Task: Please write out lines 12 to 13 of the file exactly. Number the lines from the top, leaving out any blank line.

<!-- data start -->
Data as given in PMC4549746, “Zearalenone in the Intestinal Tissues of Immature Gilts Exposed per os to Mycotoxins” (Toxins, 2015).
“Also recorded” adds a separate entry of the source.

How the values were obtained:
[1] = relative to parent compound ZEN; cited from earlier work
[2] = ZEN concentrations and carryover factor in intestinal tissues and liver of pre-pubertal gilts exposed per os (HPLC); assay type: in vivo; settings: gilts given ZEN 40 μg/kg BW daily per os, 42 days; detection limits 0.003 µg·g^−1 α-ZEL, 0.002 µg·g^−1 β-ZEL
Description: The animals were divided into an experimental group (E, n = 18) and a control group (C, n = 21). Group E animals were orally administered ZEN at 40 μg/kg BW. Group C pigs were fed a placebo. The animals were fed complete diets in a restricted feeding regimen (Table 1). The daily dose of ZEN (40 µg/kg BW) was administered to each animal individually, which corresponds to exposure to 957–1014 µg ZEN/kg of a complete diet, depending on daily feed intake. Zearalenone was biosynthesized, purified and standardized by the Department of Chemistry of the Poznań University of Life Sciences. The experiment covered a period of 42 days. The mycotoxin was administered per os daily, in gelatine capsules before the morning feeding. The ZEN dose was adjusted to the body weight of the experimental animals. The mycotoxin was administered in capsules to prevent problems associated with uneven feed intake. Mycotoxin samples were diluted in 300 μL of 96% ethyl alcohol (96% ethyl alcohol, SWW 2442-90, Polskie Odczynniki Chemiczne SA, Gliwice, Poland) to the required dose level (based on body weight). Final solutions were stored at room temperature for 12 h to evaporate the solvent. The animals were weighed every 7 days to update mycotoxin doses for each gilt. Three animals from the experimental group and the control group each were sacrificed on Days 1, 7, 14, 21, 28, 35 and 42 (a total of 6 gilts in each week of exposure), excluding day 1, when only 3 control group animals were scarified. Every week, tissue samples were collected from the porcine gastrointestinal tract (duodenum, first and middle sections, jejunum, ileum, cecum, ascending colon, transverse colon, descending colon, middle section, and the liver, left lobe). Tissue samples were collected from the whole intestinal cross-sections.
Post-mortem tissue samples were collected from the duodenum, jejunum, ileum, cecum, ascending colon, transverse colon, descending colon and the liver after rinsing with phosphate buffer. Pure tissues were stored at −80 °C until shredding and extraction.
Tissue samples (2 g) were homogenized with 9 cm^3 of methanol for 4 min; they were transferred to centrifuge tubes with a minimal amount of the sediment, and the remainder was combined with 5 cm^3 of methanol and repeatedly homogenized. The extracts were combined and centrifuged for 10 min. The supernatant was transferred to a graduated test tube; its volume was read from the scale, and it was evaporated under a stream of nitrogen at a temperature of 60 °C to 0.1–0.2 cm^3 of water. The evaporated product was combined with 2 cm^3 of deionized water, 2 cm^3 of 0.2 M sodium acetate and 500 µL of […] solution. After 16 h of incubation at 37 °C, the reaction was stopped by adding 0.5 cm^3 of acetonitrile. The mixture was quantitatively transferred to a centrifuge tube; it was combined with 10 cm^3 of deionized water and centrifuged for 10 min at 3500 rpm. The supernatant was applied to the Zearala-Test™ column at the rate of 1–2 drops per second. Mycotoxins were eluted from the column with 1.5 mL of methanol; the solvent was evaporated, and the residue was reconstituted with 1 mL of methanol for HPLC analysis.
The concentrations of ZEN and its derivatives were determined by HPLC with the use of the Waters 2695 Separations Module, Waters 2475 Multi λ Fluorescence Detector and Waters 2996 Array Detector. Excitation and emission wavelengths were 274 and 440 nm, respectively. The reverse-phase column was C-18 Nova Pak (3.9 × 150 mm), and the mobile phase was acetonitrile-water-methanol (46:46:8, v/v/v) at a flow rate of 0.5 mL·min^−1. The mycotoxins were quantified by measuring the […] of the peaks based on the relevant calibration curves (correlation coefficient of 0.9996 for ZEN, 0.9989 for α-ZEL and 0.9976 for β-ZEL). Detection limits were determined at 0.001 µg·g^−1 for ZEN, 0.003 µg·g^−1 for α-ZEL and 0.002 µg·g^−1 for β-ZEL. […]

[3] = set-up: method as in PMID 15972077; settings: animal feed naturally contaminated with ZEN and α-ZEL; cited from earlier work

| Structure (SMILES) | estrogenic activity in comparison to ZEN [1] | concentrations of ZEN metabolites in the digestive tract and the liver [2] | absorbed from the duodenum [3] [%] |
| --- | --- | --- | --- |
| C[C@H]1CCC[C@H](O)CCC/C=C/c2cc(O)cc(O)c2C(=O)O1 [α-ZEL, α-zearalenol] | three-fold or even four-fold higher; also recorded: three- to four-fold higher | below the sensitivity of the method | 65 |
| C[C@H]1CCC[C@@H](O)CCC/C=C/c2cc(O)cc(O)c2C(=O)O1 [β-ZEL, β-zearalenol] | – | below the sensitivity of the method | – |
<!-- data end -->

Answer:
| --- | --- | --- | --- |
| C[C@H]1CCC[C@H](O)CCC/C=C/c2cc(O)cc(O)c2C(=O)O1 [α-ZEL, α-zearalenol] | three-fold or even four-fold higher; also recorded: three- to four-fold higher | below the sensitivity of the method | 65 |